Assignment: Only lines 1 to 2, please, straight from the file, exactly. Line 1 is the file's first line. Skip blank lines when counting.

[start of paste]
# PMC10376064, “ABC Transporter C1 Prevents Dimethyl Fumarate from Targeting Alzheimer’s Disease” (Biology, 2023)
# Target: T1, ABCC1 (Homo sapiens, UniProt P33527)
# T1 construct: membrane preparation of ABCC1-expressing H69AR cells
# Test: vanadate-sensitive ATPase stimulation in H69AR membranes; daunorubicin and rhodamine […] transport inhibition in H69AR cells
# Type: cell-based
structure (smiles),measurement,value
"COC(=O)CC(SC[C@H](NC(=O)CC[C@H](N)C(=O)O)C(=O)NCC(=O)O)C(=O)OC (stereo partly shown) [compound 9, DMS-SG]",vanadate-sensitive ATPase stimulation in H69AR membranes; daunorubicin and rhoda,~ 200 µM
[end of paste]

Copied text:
# PMC10376064, “ABC Transporter C1 Prevents Dimethyl Fumarate from Targeting Alzheimer’s Disease” (Biology, 2023)
# Target: T1, ABCC1 (Homo sapiens, UniProt P33527)